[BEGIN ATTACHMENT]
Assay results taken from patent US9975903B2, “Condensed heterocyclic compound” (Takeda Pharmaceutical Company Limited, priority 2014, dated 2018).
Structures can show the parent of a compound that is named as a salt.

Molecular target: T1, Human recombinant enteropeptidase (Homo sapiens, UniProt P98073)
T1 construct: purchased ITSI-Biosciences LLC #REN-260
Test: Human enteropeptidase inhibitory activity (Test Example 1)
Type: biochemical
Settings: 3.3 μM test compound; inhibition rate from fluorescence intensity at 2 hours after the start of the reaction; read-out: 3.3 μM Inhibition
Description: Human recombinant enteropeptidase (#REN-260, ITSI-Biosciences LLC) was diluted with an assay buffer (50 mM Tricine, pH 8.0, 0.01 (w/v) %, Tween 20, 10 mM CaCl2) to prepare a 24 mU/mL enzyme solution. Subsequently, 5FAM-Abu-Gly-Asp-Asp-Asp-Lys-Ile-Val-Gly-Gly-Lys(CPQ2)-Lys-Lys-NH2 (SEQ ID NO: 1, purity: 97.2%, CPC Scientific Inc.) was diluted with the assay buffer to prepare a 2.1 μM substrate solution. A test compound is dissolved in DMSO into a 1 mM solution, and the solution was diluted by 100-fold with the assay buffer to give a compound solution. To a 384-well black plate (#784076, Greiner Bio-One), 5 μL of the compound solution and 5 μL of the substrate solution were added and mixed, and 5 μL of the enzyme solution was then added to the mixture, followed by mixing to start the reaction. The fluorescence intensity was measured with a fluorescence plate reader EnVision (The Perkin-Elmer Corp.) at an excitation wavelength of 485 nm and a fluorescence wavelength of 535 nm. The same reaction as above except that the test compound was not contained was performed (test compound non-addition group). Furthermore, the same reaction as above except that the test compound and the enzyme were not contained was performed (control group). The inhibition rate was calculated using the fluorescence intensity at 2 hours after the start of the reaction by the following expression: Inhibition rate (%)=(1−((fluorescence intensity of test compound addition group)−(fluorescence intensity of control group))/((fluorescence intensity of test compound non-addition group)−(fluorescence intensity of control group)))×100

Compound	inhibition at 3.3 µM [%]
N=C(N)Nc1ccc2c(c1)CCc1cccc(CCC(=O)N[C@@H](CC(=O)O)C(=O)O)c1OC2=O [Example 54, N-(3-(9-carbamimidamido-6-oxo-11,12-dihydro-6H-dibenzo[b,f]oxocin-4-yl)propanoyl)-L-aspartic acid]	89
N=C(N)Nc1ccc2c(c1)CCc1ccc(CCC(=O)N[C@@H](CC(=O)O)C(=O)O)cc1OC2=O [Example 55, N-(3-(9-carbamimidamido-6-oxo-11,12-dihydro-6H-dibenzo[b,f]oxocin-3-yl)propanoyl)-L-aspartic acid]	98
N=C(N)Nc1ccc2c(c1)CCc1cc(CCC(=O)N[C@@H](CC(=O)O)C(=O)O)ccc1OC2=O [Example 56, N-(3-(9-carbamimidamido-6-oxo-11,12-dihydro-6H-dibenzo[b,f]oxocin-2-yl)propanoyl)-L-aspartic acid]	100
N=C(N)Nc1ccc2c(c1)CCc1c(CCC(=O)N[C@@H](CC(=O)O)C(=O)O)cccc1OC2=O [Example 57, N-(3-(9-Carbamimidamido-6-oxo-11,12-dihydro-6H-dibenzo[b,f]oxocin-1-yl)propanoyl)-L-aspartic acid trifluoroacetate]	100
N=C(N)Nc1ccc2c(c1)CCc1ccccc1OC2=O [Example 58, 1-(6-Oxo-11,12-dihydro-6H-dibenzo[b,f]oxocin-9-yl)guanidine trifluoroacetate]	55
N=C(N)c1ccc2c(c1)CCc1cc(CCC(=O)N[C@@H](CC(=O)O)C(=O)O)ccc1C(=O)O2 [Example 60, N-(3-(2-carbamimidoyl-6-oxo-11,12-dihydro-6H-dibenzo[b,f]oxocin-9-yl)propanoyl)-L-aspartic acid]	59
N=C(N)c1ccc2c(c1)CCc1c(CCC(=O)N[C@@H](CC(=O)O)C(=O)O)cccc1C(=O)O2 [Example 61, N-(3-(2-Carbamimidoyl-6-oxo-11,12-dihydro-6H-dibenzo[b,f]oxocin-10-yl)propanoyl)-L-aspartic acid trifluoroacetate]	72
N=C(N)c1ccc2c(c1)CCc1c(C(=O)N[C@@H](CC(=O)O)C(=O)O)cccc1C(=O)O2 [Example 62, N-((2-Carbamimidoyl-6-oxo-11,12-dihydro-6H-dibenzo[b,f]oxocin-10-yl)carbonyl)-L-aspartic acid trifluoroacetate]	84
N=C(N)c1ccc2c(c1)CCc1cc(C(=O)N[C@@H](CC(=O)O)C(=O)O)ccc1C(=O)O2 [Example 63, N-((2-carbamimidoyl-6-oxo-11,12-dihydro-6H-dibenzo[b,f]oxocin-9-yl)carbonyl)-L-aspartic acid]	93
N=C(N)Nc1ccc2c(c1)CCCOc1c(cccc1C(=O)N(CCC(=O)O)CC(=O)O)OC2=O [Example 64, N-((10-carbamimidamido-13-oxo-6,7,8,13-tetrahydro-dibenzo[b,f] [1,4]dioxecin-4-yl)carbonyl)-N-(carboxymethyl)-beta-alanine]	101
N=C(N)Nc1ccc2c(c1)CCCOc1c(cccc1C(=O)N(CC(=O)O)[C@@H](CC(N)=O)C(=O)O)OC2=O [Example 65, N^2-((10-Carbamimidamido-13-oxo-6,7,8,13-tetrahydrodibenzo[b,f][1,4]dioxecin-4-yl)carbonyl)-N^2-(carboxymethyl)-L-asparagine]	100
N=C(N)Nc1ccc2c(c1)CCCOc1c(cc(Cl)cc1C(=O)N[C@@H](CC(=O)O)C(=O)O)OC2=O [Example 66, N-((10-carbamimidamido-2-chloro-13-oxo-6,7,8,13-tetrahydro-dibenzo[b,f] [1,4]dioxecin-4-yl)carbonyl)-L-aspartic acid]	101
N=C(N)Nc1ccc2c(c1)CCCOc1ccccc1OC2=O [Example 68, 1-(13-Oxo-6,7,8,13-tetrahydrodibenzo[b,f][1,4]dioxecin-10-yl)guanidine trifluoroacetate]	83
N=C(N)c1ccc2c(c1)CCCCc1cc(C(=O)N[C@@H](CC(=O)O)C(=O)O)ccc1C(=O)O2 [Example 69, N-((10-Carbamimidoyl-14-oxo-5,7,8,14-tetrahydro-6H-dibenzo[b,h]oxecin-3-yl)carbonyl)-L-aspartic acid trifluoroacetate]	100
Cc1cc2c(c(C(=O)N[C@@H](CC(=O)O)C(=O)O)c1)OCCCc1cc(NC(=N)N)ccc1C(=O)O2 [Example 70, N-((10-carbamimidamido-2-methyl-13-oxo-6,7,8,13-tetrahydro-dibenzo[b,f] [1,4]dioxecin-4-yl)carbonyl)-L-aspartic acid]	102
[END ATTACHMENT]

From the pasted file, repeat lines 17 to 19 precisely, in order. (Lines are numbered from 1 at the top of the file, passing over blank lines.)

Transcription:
N=C(N)c1ccc2c(c1)CCc1c(C(=O)N[C@@H](CC(=O)O)C(=O)O)cccc1C(=O)O2 [Example 62, N-((2-Carbamimidoyl-6-oxo-11,12-dihydro-6H-dibenzo[b,f]oxocin-10-yl)carbonyl)-L-aspartic acid trifluoroacetate]	84
N=C(N)c1ccc2c(c1)CCc1cc(C(=O)N[C@@H](CC(=O)O)C(=O)O)ccc1C(=O)O2 [Example 63, N-((2-carbamimidoyl-6-oxo-11,12-dihydro-6H-dibenzo[b,f]oxocin-9-yl)carbonyl)-L-aspartic acid]	93
N=C(N)Nc1ccc2c(c1)CCCOc1c(cccc1C(=O)N(CCC(=O)O)CC(=O)O)OC2=O [Example 64, N-((10-carbamimidamido-13-oxo-6,7,8,13-tetrahydro-dibenzo[b,f] [1,4]dioxecin-4-yl)carbonyl)-N-(carboxymethyl)-beta-alanine]	101